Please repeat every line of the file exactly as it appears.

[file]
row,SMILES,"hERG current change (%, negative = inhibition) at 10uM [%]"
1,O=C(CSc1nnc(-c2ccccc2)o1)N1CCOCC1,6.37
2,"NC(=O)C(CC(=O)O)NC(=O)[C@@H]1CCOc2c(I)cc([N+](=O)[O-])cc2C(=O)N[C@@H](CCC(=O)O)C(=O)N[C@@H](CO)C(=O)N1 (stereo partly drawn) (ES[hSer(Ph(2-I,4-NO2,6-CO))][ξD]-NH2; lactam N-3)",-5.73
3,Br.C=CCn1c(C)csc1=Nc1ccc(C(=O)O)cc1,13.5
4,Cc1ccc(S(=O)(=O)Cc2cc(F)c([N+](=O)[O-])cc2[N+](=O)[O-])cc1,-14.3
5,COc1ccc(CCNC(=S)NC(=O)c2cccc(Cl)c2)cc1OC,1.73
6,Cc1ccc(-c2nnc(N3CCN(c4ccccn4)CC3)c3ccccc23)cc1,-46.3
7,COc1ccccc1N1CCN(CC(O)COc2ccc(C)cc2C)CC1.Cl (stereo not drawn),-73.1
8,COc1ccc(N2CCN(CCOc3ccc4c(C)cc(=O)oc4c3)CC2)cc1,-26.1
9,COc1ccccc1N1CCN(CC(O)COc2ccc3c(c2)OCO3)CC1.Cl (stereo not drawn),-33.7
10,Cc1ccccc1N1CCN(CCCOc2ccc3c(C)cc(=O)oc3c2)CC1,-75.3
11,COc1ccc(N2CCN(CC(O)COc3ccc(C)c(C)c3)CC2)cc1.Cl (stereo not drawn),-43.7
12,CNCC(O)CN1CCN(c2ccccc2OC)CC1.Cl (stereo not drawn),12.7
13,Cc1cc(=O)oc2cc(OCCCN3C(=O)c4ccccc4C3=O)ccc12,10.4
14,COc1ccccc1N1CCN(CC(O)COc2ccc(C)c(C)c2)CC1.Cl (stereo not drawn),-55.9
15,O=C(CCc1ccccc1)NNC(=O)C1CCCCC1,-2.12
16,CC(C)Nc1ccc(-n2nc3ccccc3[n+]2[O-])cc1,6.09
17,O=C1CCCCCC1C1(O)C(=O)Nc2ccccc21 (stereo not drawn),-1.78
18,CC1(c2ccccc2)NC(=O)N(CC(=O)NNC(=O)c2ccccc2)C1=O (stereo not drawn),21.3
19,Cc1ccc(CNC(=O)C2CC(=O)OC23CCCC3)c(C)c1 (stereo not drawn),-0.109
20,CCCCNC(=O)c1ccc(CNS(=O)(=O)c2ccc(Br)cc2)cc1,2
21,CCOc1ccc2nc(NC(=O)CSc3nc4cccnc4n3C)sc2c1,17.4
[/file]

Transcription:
row,SMILES,"hERG current change (%, negative = inhibition) at 10uM [%]"
1,O=C(CSc1nnc(-c2ccccc2)o1)N1CCOCC1,6.37
2,"NC(=O)C(CC(=O)O)NC(=O)[C@@H]1CCOc2c(I)cc([N+](=O)[O-])cc2C(=O)N[C@@H](CCC(=O)O)C(=O)N[C@@H](CO)C(=O)N1 (stereo partly drawn) (ES[hSer(Ph(2-I,4-NO2,6-CO))][ξD]-NH2; lactam N-3)",-5.73
3,Br.C=CCn1c(C)csc1=Nc1ccc(C(=O)O)cc1,13.5
4,Cc1ccc(S(=O)(=O)Cc2cc(F)c([N+](=O)[O-])cc2[N+](=O)[O-])cc1,-14.3
5,COc1ccc(CCNC(=S)NC(=O)c2cccc(Cl)c2)cc1OC,1.73
6,Cc1ccc(-c2nnc(N3CCN(c4ccccn4)CC3)c3ccccc23)cc1,-46.3
7,COc1ccccc1N1CCN(CC(O)COc2ccc(C)cc2C)CC1.Cl (stereo not drawn),-73.1
8,COc1ccc(N2CCN(CCOc3ccc4c(C)cc(=O)oc4c3)CC2)cc1,-26.1
9,COc1ccccc1N1CCN(CC(O)COc2ccc3c(c2)OCO3)CC1.Cl (stereo not drawn),-33.7
10,Cc1ccccc1N1CCN(CCCOc2ccc3c(C)cc(=O)oc3c2)CC1,-75.3
11,COc1ccc(N2CCN(CC(O)COc3ccc(C)c(C)c3)CC2)cc1.Cl (stereo not drawn),-43.7
12,CNCC(O)CN1CCN(c2ccccc2OC)CC1.Cl (stereo not drawn),12.7
13,Cc1cc(=O)oc2cc(OCCCN3C(=O)c4ccccc4C3=O)ccc12,10.4
14,COc1ccccc1N1CCN(CC(O)COc2ccc(C)c(C)c2)CC1.Cl (stereo not drawn),-55.9
15,O=C(CCc1ccccc1)NNC(=O)C1CCCCC1,-2.12
16,CC(C)Nc1ccc(-n2nc3ccccc3[n+]2[O-])cc1,6.09
17,O=C1CCCCCC1C1(O)C(=O)Nc2ccccc21 (stereo not drawn),-1.78
18,CC1(c2ccccc2)NC(=O)N(CC(=O)NNC(=O)c2ccccc2)C1=O (stereo not drawn),21.3
19,Cc1ccc(CNC(=O)C2CC(=O)OC23CCCC3)c(C)c1 (stereo not drawn),-0.109
20,CCCCNC(=O)c1ccc(CNS(=O)(=O)c2ccc(Br)cc2)cc1,2
21,CCOc1ccc2nc(NC(=O)CSc3nc4cccnc4n3C)sc2c1,17.4